Protrusions of a staggered height to provide an interference fit are shown in FIGS. 5 and 6. As best seen in FIG. 5, the height of the protrusions on the nesting collar 14 are continuously decreasing in the axial direction away from the main body 40. The heights of the protrusions taper between a lowest height and a greatest height in a substantially continuous fashion to provide a draft angle α shown in FIG. 5, which can range from 1° up to about 20° or more, but is preferably between about 2° and about 10°. Generally it is preferred that the endmost protrusions, i.e., those most distant from the main body, have a height sufficiently small to provide at least about 0.020 to 0.030 inch or greater clearance between these protrusions and the interior of a nested female collar, which in turn, improves the ease of engagement between the nested collars during stacking or a similar operation.
It is also preferred that the protrusions of greatest radial height, 60A, have a height greater than the radial spacing 82 between the interior of the female collar 16 and the exterior of the male collar 14 as shown in FIG. 6. Accordingly, the protrusions 60A may be slightly bent or deformed at their tip ends when the two collars are engaged with each other.
The preferred construction for the protrusions 60 used for engaging a yarn transfer tail in accordance with the invention advantageously include a tapered profile when viewed in longitudinal cross-section as per FIGS. 5 and 6. This tapered profile eliminates or minimizes the possibility that a portion of the transfer tail would remain engaged with the radial exterior surface of the protrusion and thereafter become pinched between the exterior surface of the radial protrusion and the interior surface of the female collar 16. In addition, it is preferred that the radial protrusions have a greater circumferential width as compared to their axial width as generally shown in FIG. 3. It is further preferred that the axial profile of the protrusions be generally semicircular or semi-oval in cross-section as generally seen in FIG. 1. As will be apparent, the semicircular or semi-oval cross-section also provides for a tapering height in the circumferential direction for the protrusions 60. Like the tapered longitudinal cross-section or height, the tapered axial cross-section of the protrusions 60 provides a yarn engagement surface which encourages the yarn to slide to the bottom of the protrusion and not be firmly engaged with the top of the protrusion.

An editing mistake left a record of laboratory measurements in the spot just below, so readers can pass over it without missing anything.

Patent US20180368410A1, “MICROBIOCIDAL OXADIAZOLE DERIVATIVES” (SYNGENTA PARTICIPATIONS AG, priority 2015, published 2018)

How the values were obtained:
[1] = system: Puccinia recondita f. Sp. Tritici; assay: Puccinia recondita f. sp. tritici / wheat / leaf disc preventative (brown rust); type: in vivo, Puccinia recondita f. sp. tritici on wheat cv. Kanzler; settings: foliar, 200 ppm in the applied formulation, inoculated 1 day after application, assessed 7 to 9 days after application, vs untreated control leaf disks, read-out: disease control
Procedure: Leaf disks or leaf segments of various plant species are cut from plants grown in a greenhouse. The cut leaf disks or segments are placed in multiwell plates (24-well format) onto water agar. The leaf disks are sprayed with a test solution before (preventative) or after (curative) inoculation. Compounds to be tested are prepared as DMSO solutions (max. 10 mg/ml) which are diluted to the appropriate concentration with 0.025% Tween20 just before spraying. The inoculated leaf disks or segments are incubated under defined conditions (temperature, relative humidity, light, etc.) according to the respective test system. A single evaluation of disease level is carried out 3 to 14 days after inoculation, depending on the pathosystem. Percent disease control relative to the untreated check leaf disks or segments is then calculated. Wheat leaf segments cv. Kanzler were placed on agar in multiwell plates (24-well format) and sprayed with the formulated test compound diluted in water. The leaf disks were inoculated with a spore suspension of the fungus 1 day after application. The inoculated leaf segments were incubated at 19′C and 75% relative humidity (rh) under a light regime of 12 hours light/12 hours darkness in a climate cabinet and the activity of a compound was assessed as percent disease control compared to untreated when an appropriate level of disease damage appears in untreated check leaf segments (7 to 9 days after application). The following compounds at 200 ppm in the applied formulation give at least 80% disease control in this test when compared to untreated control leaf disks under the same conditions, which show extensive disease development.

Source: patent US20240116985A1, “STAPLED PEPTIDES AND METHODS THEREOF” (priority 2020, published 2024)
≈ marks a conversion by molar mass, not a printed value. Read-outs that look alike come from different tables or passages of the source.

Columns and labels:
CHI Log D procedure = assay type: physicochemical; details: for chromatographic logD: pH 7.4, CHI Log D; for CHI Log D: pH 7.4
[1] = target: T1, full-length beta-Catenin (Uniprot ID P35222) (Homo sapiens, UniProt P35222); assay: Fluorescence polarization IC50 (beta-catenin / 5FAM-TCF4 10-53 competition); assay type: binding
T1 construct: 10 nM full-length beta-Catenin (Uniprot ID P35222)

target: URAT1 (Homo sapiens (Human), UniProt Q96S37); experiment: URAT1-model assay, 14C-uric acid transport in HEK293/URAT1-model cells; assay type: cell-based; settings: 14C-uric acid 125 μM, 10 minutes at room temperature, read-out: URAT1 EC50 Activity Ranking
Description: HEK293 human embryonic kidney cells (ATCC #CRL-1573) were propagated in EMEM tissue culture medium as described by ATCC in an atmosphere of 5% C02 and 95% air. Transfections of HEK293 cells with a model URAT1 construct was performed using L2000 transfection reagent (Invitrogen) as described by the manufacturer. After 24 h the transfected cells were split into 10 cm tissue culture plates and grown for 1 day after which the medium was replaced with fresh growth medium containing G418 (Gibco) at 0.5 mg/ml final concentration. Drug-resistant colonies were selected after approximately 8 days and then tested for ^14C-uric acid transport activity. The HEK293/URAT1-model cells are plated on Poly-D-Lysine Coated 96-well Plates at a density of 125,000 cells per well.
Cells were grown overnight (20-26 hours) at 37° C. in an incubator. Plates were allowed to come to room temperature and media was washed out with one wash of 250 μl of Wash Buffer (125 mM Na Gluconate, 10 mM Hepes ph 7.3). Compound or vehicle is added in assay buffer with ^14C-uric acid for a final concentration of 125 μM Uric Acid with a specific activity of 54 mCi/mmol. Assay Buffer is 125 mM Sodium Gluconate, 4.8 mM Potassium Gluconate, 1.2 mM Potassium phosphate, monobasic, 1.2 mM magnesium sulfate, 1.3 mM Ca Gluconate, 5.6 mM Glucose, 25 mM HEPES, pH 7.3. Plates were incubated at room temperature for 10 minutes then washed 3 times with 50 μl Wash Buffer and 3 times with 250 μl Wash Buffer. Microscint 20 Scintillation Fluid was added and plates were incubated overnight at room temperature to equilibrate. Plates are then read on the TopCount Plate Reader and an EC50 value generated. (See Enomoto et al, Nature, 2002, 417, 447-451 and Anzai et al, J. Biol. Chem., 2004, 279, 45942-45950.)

The dye carriers of the invention can be formed from any of various materials and by any of various processes but are preferably formed by a molding process using any of various thermoplastic or thermosetting polymers, preferably a thermoplastic polymer such as a substantially rigid polyolefin, nylon or polyester, most preferably polypropylene or polypropylene copolymers or terpolymers, or mixtures of the same.
Although the preferred yarn carriers of the invention are designed to be collapsible dye spring type yarn carriers, the invention can readily be used with substantial advantage in connection with any of various noncollapsible or noncompressible yarn carriers for dyeing of synthetic or natural continuous or staple yarns. Two preferred rigid dye carriers are illustrated in FIGS. 7 and 8. As illustrated therein, a main bodywall 12, formed of any of various plastic materials, includes a plurality of perforations 20 distributed along the axial length of the bodywall and circumferentially around the surface thereof. A rigid dye carrier having generally rectangularly shaped perforations 20 is shown in FIG. 7 while a rigid dye carrier having generally circularly shaped perforations is illustrated in FIG. 8. In each case, the rigid dye carrier includes an upper male nesting collar 14 comprising a plurality of protrusions 60 arranged to provide surface interruptions along any generally circumferentially aligned portion of the transfer tail engaging surface of the nesting collar 14. It will be apparent that numerous and various different structures, perforation shapes and the like can readily be employed in providing rigid yarn carriers for dyeing of yarns according to the invention.